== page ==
“Patrick Soon-Shiong is a doctor and I hope that he can stand the sight of blood because it is going to take a lot of investment to turn the paper around,” said Gabriel Kahn, a journalism professor at the USC Annenberg School for Communication and Journalism. “The Times has been traded back and forth between owners and been in bankruptcy and there has been no strategic plan or strategic investment in the paper and there is a lot of catching up to do.”
Lloyd Greif, a downtown L.A. investment banker, said he believes Soon-Shiong is interested in acquiring The Times largely for civic reasons, though Greif said he suspects the billionaire entrepreneur will want to get a return on his investment.
"Patrick wants a strong, locally focused, engaged newspaper," said Greif, who has been closely following the developments but is not involved with the sale. "He wants it to be a vibrant voice. This is 100% good news. But yes, he's going to make money. He's not doing this as a charitable gift."
Greif speculated that Ferro might keep his hometown Chicago Tribune but eventually sell off the rest of the company's publications.
"This is a sign Ferro is at the end of the road and is prepared to take whatever profit he can get,” Greif said. “So he'll try to maximize the value of The Times and get what he can for the rest."
However, a source close to Tronc disputed that speculation, saying there are no plans to sell papers other than the two in Southern California.
Soon-Shiong, a medical entrepreneur and native of South Africa, had been rumored several years ago to be among a group of wealthy Angelenos who were interested in buying The Times. His interest in the paper was formalized in May 2016 when the biotech magnate invested $70.5 million in The Times' parent company, then called Tribune Publishing and since renamed Tronc Inc., which stands for Tribune Online Content. His current stake is 26%. He also owns a minority stake in the Los Angeles Lakers.
At the time, the deal was seen as a big win for Ferro, a way for him to fight off a hostile takeover bid by rival newspaper company Gannett, which owns USA Today. Though Ferro and Soon-Shiong presented a united front opposed to Gannett, their relationship soon soured.
Early last year, Tronc and Soon-Shiong traded barbs in a series of publicly filed letters, with Soon-Shiong saying he wanted to acquire a larger stake in the company and Tronc saying it had blocked the doctor's efforts to acquire The Times. An April letter from a Tronc attorney said Soon-Shiong offered to buy The Times in December 2016 but was told he would have to buy all of Tronc — which publishes 10 daily papers. "If [Soon-Shiong] wants to make such a proposal, the board will do its duty and consider it," Tronc's attorney wrote.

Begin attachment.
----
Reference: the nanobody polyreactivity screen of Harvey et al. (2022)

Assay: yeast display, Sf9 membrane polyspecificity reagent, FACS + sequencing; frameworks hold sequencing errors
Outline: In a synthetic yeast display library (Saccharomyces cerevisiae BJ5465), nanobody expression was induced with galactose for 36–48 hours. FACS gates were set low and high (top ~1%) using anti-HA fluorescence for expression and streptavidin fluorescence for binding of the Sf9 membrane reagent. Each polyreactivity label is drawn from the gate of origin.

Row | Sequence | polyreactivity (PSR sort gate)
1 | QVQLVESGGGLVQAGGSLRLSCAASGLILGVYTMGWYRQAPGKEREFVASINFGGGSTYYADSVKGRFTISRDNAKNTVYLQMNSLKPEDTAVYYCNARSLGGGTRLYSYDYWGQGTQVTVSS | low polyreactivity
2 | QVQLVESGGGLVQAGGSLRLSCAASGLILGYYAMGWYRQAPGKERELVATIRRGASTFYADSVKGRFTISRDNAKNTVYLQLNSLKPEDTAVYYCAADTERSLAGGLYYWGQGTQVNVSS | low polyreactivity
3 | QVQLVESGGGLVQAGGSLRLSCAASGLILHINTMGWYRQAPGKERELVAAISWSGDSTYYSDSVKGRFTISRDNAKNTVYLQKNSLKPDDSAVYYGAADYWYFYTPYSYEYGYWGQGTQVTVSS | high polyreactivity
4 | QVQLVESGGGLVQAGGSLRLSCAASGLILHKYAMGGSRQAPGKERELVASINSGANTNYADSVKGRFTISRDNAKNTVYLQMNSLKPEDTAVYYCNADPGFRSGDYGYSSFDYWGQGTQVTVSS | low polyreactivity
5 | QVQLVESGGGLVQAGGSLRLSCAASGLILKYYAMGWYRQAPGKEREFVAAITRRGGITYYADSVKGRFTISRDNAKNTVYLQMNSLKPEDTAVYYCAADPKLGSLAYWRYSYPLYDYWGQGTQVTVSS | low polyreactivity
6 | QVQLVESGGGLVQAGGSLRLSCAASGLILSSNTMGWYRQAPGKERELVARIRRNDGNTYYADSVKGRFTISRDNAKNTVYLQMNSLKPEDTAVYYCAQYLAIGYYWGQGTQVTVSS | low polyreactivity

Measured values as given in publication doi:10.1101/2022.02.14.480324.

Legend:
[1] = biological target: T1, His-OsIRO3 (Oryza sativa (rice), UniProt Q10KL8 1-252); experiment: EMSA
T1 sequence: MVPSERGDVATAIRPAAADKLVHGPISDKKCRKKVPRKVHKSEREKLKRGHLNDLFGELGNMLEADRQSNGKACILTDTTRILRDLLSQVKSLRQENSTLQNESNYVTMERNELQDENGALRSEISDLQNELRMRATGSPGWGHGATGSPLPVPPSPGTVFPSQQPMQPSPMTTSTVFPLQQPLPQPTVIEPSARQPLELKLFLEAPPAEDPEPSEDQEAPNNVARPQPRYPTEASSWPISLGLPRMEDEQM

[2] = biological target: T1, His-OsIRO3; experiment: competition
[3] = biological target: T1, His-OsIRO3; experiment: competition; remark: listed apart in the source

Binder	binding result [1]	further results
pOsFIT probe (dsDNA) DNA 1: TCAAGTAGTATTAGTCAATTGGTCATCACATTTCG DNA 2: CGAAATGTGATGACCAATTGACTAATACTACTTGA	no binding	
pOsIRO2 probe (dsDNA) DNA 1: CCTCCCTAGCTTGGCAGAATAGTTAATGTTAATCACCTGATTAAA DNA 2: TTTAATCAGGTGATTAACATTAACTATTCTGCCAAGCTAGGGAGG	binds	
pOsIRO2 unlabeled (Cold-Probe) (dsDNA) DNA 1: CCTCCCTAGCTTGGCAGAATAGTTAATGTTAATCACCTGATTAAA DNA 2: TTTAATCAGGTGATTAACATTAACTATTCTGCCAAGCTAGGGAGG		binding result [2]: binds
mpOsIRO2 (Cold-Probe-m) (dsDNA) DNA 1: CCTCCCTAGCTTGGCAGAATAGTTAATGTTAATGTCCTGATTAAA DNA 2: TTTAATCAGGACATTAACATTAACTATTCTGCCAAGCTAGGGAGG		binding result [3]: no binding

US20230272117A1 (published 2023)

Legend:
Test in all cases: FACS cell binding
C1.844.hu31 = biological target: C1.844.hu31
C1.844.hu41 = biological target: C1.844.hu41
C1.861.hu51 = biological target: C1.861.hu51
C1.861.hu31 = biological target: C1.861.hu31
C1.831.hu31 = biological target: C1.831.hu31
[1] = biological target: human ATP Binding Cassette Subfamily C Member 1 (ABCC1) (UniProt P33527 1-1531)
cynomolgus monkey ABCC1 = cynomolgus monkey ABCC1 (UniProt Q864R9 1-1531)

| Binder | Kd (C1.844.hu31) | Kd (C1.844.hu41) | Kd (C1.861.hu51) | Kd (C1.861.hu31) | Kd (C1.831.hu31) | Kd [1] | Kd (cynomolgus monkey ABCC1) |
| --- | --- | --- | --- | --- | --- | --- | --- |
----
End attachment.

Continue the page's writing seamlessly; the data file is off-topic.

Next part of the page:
Ferro initially bought a 16.6% stake in Tribune Publishing in 2016, investing $44.4 million in the company when the stock was trading around $8.50 a share. Ferro has continued to buy shares and now owns a 28% stake. On Tuesday, Tronc shares closed at $18.10.
For more than a century, The Times was owned by the same family. Harrison Gray Otis gained ownership of the paper in 1884 and served as The Times’ publisher until 1917. His descendants, the Chandler family, controlled Times Mirror Co. until its 2000 sale to Chicago-based Tribune Co.
But changes in news consumption began to erode the business, and soon Tribune was under pressure to sell. In 2007, Tribune sold itself to Chicago real estate investor Sam Zell in a costly leveraged buyout that left the company drowning in debt. Within a year, Tribune filed for Chapter 11 bankruptcy protection.
On Dec. 31, 2012, the company emerged from bankruptcy with a consortium of wealthy investors in control. Two years later, the board split the company. One group, Tribune Media, was made up of television stations, real estate holdings — including The Times’ downtown L.A. headquarters — and digital properties. The second company, Tribune Publishing, housed the newspapers, including The Times.
Drama followed. Tribune Publishing’s first chief executive, Jack Griffin, ousted The Times’ publisher, Austin Beutner. Griffin himself was sacked a few months later after he brought in Ferro, a Chicago investor and former owner of the Chicago Sun-Times. Ferro installed Justin Dearborn as CEO, and they renamed the company Tronc. Last summer, Dearborn fired a handful of top Times editors, including the previous publisher/editor, Davan Maharaj. He then hired Levinsohn.
The Times newsroom has been waiting for Tronc to unveil its plan for the papers. One presentation shared with investors included a controversial move to heavily rely on outside contributors to provide articles in an effort to reduce its dependence on the newsroom.
“The Los Angeles Times will never be a national voice the way the New York Times or the Washington Post are, but that’s OK,” USC’s Kahn said. “It can still be the paper of record for California, which has nearly 40 million people, and it can focus on technology, media, agriculture, trade and other big industries, and that will be OK.”